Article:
Investment Process and Performance
Your investment portfolio is the cornerstone of your financial strategy, and your advisor’s investment philosophy and process will be a major determinant of its success. You will also need the proper accountability and reporting to maintain trust in your advisor over time. The following are some questions worth asking:
- Does your investment approach depend upon market timing, trading strategies, or do you believe in buy-and-hold long-term investing?
- Do you take a passive or active approach to investing? Passive investors believe the markets are efficient and invest in broad market indexes, while active managers attempt to find opportunities they believe will have higher returns than the indexes.
- What is your investment strategy, and how does it drive the strategic and tactical asset allocation of the portfolio?
- How would my asset allocation and investment mix be determined? Make sure that financial goals, investment risk tolerance, time horizon, and tax situation are discussed before the funds are invested.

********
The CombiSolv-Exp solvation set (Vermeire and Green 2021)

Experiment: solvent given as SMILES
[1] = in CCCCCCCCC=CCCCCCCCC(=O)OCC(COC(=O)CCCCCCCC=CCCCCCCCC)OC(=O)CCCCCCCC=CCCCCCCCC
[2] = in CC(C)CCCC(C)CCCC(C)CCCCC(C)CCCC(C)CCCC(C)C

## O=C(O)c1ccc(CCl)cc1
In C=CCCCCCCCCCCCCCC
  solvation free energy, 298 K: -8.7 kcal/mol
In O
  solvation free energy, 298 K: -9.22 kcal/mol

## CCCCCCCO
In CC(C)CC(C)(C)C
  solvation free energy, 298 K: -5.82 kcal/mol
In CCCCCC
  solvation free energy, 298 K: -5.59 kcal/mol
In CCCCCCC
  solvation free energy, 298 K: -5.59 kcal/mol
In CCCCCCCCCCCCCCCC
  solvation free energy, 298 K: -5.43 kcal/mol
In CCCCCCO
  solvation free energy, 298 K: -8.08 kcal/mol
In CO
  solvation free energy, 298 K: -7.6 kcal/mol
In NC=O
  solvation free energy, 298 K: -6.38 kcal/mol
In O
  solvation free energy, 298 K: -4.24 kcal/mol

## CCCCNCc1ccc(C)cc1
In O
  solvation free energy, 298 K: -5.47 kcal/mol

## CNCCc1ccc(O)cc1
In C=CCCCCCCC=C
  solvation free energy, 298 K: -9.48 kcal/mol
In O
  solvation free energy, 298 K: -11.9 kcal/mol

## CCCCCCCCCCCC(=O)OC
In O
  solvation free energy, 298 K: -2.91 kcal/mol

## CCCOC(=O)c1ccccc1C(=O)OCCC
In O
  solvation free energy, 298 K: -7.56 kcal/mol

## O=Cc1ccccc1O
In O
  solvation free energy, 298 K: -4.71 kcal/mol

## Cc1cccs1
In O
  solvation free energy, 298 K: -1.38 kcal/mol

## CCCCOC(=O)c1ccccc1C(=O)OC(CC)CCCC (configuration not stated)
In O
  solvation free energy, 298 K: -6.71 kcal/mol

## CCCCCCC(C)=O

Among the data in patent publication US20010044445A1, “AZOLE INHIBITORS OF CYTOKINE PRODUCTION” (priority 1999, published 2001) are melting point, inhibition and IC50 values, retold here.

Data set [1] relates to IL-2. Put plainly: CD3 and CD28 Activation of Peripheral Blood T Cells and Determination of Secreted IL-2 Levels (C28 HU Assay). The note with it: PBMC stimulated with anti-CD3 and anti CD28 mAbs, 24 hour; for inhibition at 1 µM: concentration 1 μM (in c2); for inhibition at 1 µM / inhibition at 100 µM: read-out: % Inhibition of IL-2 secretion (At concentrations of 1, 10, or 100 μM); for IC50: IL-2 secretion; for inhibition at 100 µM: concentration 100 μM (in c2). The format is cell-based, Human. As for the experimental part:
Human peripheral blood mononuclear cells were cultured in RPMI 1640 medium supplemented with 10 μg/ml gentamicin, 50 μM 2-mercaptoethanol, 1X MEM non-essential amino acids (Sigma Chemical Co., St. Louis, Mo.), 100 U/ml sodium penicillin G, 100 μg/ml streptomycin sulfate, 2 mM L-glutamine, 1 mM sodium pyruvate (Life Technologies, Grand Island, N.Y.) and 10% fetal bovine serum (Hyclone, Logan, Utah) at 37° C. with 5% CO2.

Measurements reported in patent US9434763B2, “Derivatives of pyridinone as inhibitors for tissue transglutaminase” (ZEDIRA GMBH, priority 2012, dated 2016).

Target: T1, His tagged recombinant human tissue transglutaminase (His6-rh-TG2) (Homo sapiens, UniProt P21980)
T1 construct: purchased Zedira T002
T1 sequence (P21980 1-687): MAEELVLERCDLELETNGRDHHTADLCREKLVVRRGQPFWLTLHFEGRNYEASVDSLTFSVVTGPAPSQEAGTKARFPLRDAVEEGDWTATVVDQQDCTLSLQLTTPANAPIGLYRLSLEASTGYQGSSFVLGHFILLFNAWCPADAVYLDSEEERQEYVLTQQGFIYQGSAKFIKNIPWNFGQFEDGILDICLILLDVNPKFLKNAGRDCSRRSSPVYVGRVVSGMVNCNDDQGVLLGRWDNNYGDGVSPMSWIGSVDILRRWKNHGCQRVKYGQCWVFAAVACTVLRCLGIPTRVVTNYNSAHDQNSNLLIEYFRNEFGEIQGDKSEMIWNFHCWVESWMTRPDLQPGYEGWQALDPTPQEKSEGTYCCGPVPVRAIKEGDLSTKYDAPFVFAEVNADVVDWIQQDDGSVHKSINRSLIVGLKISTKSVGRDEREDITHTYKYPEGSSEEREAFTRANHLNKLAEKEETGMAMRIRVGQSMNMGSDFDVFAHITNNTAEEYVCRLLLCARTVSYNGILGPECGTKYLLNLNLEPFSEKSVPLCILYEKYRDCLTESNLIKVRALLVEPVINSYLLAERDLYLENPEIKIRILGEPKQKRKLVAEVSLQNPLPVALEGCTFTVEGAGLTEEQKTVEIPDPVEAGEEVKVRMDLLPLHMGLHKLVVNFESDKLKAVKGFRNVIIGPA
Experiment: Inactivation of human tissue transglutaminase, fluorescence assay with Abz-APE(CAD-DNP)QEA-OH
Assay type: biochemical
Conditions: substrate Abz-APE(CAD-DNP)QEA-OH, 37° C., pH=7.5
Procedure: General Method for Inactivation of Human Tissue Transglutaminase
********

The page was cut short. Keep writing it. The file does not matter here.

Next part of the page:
- Will you articulate the investment objectives for my portfolio in writing (usually in the form of an Investment Policy Statement)?
- Where are the funds custodied? Be sure that the proper checks and balances are in place and that you never transfer assets to someone other than an independent third party custodian such as Charles Schwab or Fidelity. Make sure that you receive a monthly statement directly from the custodian.
- How are investment decisions made? Do you make decisions on your own, or is there a team that makes investment decisions?
- What is the process for ongoing monitoring and adjustments to the portfolio as market conditions change?
- How will the management of my portfolio change when I start taking withdrawals?
- How often are the portfolios rebalanced?
Investment Performance and Accountability